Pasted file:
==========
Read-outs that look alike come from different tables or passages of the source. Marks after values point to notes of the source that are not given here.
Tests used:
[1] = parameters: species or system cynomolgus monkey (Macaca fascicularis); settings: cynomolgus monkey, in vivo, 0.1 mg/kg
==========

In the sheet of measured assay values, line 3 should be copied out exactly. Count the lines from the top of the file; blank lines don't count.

[1] = parameters: species or system cynomolgus monkey (Macaca fascicularis); settings: cynomolgus monkey, in vivo, 0.1 mg/kg